Does the survivor function estimated after running a Proportional Hazards model give valid predicted probabilities of an event happening after a number of time periods?

The only source I've found on this question says that Proportional Hazards estimates can only be used to discern the factor that two hazards rates differ by when comparing two different levels of an independent variable. They argue that the survivor function is invalid because proportional hazards models (like Cox) do not estimate an underlying hazard function, and so it is impossible to say what the actual predicted hazard is at any point.

According to this powerpoint, the answer is no.

I haven't been able to find any other sources that agree or disagree with their claim that proportional hazards models are only useful for comparisons among hazard rates.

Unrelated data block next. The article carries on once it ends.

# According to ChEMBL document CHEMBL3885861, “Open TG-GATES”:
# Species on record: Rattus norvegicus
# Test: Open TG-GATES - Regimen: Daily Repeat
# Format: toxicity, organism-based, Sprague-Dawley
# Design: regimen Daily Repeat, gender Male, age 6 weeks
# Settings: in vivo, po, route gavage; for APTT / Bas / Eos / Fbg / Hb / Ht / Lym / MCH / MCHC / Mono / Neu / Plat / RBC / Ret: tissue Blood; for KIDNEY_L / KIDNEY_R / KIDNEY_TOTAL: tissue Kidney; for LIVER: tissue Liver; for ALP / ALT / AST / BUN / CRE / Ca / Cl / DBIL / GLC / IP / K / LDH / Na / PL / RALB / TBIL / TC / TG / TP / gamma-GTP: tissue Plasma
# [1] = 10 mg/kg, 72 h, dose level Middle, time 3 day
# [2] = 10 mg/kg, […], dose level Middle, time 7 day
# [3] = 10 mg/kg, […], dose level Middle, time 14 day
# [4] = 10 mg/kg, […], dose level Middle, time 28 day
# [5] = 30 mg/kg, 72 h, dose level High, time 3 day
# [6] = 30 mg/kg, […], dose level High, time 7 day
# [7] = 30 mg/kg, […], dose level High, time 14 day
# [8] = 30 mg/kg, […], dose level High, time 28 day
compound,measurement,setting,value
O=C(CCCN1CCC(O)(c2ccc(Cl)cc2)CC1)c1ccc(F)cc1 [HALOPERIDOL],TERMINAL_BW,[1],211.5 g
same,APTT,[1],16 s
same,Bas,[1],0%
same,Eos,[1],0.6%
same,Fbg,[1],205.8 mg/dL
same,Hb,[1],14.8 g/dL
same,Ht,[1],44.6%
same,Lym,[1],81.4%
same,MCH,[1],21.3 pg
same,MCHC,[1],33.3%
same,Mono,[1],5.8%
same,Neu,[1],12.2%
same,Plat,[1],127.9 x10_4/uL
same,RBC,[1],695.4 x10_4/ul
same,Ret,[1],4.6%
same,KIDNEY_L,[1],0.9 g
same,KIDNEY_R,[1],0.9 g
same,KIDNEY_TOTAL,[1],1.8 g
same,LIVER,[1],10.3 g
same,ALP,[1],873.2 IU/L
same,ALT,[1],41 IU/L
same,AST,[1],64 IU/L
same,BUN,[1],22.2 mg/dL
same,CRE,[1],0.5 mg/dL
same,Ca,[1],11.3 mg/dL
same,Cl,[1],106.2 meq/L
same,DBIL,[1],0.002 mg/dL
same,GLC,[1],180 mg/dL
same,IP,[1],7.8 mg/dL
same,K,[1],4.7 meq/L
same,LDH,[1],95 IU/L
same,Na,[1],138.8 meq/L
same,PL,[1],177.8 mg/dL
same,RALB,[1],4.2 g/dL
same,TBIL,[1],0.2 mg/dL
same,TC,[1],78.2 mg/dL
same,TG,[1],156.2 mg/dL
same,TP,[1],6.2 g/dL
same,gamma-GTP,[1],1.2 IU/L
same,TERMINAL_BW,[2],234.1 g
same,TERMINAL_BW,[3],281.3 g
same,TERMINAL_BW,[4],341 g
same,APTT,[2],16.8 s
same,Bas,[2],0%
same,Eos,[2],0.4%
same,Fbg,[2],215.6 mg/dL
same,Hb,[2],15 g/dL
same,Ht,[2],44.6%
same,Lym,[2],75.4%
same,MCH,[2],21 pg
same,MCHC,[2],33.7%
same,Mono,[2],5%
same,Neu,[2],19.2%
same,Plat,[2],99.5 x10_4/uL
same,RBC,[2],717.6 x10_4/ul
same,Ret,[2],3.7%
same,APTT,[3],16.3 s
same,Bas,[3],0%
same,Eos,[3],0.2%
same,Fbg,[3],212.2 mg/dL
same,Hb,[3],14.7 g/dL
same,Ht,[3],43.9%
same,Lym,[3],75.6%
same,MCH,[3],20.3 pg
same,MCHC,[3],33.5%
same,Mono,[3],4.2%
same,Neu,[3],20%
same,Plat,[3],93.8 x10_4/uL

• $\begingroup$ I am perhaps doing something wrong, but your link does not work for me ... ("Server not found") $\endgroup$
    – user5644
    Commented Dec 11, 2011 at 21:11
  • $\begingroup$ Here is the link (note that there are spaces within the link, which causes problems): gseweb.harvard.edu/~faculty/singer/Presentations/9) ALDA Chapters 14 and 15.ppt $\endgroup$ Commented Dec 11, 2011 at 22:42
  • $\begingroup$ isites.harvard.edu/icb/… --> Chapters 14 and 15: Fitting Cox Regression Models $\endgroup$
    – ocram
    Commented Dec 12, 2011 at 6:58

1 Answer 1


It has always been my understanding that the appeal of the Cox proportional hazards model is that there's no estimation of the underlying hazard function, and as such it is unbound from some of the assumptions about the shape of that hazard.

From that, I've asserted that that means you can't use the Cox model to generate estimates of the survival function, only the differences between them, in front of people who should know better and been met with little objection.

For whatever that's worth.


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